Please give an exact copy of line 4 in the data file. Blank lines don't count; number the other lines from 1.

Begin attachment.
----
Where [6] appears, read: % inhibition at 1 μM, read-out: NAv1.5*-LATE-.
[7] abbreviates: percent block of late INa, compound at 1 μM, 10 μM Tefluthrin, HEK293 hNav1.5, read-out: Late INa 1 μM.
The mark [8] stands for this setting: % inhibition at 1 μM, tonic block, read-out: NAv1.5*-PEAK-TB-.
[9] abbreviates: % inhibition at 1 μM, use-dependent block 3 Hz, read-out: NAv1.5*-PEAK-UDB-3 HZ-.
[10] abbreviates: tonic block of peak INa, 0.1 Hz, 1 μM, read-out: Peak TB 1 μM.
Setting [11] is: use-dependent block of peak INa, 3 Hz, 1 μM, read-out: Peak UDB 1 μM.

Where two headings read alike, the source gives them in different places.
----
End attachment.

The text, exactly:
[9] abbreviates: % inhibition at 1 μM, use-dependent block 3 Hz, read-out: NAv1.5*-PEAK-UDB-3 HZ-.